Dracula, the Gothic Pimp
Despite my almost unnatural love for the thriller – especially the spy thriller – my favorite novel of all time is actually Bram Stoker’s Dracula. It is, in my humble opinion, the most highly original and genuinely terrifying story I have ever read. Bram Stoker has brought into the public consciousness a character so confounding, erudite, and manly in the classical sense, that I think it’s safe to say that he’s the only monster that makes women want to both scream and swoon.
The whole vampire genre has given new meaning to the Bible’s warning to resist “the glamor of evil.” It has turned us into undead junkies and actually convinced us that becoming a murdering, blood sucking, night-dwelling, hell-bound, semi-immortal creature might not be so bad. Not if we get to spend much of that time cozying up to the count in his coffin.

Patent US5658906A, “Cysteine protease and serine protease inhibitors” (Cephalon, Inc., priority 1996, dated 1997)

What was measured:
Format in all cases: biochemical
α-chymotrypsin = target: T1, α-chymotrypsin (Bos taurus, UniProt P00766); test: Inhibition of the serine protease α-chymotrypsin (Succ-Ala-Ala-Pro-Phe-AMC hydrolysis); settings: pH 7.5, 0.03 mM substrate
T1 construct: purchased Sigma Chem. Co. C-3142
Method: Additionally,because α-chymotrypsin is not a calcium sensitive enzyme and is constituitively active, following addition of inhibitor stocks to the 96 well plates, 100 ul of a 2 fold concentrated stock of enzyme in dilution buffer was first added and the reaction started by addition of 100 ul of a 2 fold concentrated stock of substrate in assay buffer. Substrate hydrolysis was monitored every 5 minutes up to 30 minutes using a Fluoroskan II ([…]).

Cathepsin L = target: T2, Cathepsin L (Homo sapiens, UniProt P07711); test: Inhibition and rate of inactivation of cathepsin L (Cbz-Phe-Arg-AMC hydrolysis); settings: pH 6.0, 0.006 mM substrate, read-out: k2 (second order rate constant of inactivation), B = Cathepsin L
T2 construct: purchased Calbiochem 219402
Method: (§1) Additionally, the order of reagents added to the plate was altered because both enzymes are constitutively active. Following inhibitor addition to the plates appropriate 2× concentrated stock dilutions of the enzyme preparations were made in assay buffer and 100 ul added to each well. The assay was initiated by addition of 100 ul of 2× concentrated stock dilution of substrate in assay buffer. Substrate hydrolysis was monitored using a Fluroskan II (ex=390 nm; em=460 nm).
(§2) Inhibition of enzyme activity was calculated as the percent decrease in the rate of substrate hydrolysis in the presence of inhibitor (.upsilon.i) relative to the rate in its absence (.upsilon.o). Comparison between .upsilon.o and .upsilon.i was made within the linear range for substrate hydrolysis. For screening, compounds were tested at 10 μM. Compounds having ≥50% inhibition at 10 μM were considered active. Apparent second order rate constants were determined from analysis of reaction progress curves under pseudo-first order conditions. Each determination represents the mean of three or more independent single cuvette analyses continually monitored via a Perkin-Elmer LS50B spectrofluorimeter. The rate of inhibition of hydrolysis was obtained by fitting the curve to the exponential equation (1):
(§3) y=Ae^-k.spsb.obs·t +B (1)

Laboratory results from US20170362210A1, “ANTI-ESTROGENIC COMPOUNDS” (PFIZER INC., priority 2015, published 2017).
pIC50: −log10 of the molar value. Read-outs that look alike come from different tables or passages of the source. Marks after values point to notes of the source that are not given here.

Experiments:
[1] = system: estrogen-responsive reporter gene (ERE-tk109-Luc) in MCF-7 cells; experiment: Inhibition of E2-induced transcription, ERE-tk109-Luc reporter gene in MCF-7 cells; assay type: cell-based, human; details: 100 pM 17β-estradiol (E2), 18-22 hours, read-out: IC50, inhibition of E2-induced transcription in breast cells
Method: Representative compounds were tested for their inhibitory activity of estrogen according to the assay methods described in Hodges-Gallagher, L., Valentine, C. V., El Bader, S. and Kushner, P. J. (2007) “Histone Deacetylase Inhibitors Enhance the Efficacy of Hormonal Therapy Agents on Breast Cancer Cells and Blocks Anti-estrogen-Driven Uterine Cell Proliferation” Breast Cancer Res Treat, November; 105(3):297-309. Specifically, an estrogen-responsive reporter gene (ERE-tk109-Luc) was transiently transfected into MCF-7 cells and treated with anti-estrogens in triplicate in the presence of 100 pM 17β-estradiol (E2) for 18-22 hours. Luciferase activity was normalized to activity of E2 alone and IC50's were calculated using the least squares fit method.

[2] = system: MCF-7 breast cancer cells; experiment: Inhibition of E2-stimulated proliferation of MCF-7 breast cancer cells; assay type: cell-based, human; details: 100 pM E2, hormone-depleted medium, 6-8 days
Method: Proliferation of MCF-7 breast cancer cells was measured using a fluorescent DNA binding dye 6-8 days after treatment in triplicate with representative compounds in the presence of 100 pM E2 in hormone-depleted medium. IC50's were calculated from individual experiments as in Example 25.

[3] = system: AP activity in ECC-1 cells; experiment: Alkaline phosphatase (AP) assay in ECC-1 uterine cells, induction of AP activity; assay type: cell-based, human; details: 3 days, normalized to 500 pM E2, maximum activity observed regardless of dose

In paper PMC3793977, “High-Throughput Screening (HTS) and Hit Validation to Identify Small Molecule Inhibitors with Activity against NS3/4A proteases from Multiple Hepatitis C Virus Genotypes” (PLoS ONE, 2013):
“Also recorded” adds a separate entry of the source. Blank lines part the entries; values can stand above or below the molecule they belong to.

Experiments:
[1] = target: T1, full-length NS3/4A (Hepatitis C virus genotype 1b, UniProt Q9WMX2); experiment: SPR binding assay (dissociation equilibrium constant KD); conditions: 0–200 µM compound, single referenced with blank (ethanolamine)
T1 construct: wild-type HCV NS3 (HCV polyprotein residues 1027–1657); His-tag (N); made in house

Dracula looks a woman straight in the eyes and stares blatantly, lustfully at her body. He runs his lips softly over the skin of her neck. He whispers his needs into her ear. Salacious moves aside, his manners are courtly and well, perfect. According to legend, he can’t even enter your house unless you invite him in.
He’s a pretty good dresser, too, in an old fashioned sort of way. And can he dance? You bet! No white man’s overbite there.
But I think what makes Dracula such a fine ladies man in spite of his obvious limitations – namely being a demon from hell who wants to drain you of all of your blood – is something many of us women are loathe to admit. It’s what makes the modern man – schooled in the art of sensitive conduct – want to slam his fist into a table and scream “Unfair!” and makes liberated women from all over seethe with righteous anger.
It’s that like it or not, when Dracula unbuttons the top button of our lacy nightgown and says in that deep, commanding voice of his, “You will cross land or sea to do my bidding,” even the most strident of us want to whisper, “Okay.”